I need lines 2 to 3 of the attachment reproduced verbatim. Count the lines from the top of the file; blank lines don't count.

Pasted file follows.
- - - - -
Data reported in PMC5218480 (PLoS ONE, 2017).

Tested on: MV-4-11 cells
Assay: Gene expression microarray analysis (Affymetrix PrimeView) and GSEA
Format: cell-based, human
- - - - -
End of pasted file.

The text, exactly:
Tested on: MV-4-11 cells
Assay: Gene expression microarray analysis (Affymetrix PrimeView) and GSEA